By Nsikan Ikpe
The shock results from the Brexit vote in the United Kingdom will among other things have serious effects on integration efforts worldwide, experts are saying.
While the first casualty is incumbent British Prime Minister David Cameron who is to step down by October after the UK voted to leave the European Union yesterday, the thinking is that there will still be other ripple effects on what is left of the European Union as well as other similar integration initiatives like the African Union and ECOWAS.
Speaking outside 10 Downing Street, Cameron stated that he would attempt to “steady the ship” over the coming weeks and months but that “fresh leadership” was needed.
The PM had urged the country to vote Remain but was defeated by 52% to 48% despite London, Scotland and Northern Ireland backing staying in.
UKIP leader Nigel Farage hailed it as the UK’s “independence day”.
Other ripple reactions are economic. The pound fell to its lowest level against the dollar since 1985 as the markets reacted to the results.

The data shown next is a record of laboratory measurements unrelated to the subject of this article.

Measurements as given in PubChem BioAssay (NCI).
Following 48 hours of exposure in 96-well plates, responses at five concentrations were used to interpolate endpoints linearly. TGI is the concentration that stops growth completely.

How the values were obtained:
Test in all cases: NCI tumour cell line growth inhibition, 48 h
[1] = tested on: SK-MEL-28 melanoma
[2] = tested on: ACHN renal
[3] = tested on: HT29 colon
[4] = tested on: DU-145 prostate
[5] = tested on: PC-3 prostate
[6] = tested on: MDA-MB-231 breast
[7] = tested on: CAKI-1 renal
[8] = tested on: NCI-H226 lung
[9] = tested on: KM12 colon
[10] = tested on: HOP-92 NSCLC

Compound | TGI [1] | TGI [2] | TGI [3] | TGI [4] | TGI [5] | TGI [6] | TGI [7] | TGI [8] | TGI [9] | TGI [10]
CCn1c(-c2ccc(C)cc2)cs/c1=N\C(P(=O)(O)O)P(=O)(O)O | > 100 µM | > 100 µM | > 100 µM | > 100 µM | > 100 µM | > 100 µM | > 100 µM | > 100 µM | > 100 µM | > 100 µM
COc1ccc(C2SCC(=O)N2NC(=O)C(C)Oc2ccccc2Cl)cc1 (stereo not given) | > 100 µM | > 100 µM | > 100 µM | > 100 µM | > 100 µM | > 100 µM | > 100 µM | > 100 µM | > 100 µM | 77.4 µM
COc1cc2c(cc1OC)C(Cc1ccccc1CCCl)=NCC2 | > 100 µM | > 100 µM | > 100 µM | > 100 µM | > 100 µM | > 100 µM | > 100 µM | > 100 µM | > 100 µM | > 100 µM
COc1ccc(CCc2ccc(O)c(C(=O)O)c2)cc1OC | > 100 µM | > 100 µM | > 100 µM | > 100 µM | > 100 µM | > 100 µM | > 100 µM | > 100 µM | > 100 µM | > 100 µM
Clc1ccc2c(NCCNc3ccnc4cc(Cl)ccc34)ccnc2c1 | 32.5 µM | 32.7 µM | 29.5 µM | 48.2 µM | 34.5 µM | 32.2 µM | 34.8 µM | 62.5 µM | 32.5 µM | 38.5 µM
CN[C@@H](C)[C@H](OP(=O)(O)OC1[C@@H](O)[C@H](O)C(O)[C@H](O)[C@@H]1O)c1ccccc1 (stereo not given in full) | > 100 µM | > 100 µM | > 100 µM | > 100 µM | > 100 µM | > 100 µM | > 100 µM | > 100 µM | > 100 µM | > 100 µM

Before the vote, Cameron had said he would take Britain into the European Union under the “special status” it now enjoys if it was not already a memberaffirming that though he had himself often been frustrated with the 28-member bloc, but that a vote to exit in a June 23 referendum would be a “self-inflicted wound” for Britain’s economy.
And on the political edge, controversial American presidential contender and presumptive flagbearer of the Republican Party in the November polls, Donald Trump, on a strangely coincidental trip to Scotland to visit his golf course, declares that the outcome of the #Brexit vote is indeed a “great thing”